Cooperative role of ETA and ETB receptors in mediating the diuretic response to intramedullary hyperosmotic NaCl infusion

Erika I. Boesen, David M. Pollock

Research output: Contribution to journalArticlepeer-review

13 Scopus citations


Acute intramedullary infusion of hyperosmotic NaCl, used to simulate a high-salt diet-induced increase of medullary osmolality, increases urine production and endothelin release from the kidney. To determine whether endothelin mediates this diuretic and natriuretic response, urine flow and Na+ excretion rate were measured during acute intramedullary infusion of hyperosmotic NaCl in anesthetized rats, with or without endothelin receptor antagonism. Isosmotic NaCl was infused into the left renal medulla during an equilibration period and 30-min baseline period, followed by hyperosmotic NaCl for two additional 30-min periods. Hyperosmotic NaCl infusion significantly increased urine flow of vehicle-treated rats (from 5.9 ± 0.9 to 11.1 ± 1.8 μl/min). Systemic ETB receptor blockade enhanced this effect (A-192621; from 7.7 ± 1.1 to 18.7 ± 2.9 μl/min; P < 0.05), ETA receptor blockade (ABT-627) had no significant effect alone, but the diuresis was markedly attenuated by combined ABT-627 and A-192621 administration (from 4.4 ± 0.7 to 5.4 ± 0.9 μl/min). Mean arterial pressures overall were not significantly different between groups. Surprisingly, the natriuretic response to hyperosmotic NaCl infusion was not significantly altered by systemic endothelin receptor blockade, and furthermore, intramedullary ETB receptor blockade enhanced the diuretic and natriuretic response to hyperosmotic NaCl infusion. ETA receptor blockade significantly attenuated both the diuretic and natriuretic responses to hyperosmotic NaCl infusion in ETB receptor-deficient sl/sl rats. These results demonstrate an important role of endothelin in mediating diuretic responses to intramedullary infusion of hyperosmotic NaCl. Moreover, these data suggest ETA and ETB receptors are both required for the full diuretic and natriuretic actions of endothelin.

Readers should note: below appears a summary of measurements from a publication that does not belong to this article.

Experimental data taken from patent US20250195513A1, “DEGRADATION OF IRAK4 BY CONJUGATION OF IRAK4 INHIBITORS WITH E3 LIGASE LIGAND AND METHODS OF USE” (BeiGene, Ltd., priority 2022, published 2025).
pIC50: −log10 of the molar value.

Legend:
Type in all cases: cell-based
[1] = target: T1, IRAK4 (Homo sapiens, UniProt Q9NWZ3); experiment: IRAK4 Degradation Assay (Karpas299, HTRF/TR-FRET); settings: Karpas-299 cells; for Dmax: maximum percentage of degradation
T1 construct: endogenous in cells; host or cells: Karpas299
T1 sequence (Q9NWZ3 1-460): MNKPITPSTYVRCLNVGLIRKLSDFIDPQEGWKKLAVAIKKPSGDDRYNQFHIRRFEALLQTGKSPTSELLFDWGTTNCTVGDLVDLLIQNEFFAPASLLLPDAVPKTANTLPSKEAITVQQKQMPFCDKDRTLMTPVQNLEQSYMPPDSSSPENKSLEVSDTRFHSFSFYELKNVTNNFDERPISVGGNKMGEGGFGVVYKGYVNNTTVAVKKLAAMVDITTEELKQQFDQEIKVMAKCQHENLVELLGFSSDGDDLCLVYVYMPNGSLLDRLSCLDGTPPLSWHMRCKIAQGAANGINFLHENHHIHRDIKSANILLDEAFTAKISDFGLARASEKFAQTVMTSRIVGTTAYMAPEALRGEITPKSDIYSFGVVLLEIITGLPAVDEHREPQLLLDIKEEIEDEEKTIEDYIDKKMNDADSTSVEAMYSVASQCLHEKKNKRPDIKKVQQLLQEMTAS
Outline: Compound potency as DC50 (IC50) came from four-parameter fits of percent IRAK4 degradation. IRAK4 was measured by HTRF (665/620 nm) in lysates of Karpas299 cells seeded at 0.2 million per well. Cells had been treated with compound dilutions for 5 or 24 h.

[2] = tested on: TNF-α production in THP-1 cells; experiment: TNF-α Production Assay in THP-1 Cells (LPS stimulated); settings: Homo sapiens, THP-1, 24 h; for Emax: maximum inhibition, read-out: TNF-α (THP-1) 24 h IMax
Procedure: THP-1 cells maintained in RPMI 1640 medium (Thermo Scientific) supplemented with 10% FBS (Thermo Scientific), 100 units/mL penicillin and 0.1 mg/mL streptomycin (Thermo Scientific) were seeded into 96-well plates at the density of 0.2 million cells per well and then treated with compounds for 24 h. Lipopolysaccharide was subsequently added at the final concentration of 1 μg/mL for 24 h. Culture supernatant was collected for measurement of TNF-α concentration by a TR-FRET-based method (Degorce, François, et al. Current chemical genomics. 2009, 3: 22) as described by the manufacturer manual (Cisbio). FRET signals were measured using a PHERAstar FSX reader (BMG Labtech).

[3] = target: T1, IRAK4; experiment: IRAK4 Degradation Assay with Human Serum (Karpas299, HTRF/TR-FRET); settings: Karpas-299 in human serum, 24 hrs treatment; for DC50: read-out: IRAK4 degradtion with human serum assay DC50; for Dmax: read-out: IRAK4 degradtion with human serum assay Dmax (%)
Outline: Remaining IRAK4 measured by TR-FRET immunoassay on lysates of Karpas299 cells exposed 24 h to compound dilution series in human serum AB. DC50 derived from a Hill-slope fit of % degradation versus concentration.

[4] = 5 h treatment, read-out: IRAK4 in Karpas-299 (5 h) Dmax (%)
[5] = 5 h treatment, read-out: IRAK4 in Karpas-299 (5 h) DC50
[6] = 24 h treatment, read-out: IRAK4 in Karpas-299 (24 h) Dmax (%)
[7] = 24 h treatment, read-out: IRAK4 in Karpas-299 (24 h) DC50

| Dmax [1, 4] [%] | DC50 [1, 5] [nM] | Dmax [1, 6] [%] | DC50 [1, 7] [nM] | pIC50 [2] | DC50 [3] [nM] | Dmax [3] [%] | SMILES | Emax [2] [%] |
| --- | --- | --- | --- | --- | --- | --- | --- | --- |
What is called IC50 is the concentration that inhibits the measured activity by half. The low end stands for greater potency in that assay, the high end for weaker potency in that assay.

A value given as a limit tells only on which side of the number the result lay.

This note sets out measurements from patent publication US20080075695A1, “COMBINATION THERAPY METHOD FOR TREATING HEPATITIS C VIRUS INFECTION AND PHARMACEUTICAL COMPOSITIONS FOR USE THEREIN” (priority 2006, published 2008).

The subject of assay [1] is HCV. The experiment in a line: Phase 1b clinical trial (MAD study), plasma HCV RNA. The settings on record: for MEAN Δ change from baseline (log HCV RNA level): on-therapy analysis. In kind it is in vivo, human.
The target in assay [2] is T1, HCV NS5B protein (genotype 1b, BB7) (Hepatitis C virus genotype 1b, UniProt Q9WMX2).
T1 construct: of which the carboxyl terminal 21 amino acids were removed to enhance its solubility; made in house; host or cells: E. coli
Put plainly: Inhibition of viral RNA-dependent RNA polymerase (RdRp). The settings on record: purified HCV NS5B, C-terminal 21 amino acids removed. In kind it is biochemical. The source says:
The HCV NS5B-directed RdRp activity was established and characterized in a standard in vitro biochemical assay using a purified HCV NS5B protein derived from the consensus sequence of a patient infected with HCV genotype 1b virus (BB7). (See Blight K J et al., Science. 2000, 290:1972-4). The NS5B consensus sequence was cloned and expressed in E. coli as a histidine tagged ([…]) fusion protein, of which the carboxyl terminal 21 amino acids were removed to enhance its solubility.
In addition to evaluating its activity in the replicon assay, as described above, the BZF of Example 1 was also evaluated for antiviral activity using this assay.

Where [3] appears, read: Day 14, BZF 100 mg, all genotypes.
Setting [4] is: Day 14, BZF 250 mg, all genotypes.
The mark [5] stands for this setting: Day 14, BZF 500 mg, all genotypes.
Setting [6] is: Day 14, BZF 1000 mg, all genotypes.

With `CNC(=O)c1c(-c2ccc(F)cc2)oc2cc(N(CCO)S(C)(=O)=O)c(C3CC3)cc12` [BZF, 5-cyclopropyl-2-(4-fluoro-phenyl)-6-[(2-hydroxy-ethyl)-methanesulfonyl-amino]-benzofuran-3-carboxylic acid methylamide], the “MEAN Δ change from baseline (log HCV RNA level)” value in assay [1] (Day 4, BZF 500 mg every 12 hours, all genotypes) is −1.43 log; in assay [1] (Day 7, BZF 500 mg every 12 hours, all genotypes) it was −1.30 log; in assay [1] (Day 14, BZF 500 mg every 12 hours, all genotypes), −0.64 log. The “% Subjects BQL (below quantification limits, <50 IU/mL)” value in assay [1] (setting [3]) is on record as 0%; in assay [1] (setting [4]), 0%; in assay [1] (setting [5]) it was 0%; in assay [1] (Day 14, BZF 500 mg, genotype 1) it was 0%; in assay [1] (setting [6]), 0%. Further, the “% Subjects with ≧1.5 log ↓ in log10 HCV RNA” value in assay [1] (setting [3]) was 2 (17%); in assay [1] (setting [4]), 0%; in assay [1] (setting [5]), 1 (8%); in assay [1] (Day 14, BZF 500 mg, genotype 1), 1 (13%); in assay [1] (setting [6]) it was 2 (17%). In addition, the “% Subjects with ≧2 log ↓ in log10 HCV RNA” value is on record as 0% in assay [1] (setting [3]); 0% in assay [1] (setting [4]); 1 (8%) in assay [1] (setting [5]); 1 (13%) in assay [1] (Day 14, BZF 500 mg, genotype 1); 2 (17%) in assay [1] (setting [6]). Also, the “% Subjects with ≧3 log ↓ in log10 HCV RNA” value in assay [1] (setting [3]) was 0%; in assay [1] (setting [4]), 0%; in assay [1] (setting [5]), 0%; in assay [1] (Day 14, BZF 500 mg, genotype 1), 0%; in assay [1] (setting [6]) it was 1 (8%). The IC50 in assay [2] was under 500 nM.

Original languageEnglish (US)
Pages (from-to)F1424-F1432
JournalAmerican Journal of Physiology - Renal Physiology
Issue number6
StatePublished - Dec 2010
Externally publishedYes


  • Blood pressure
  • Endothelin
  • Kidney
  • Salt and water excretion

ASJC Scopus subject areas

  • Physiology
  • Urology


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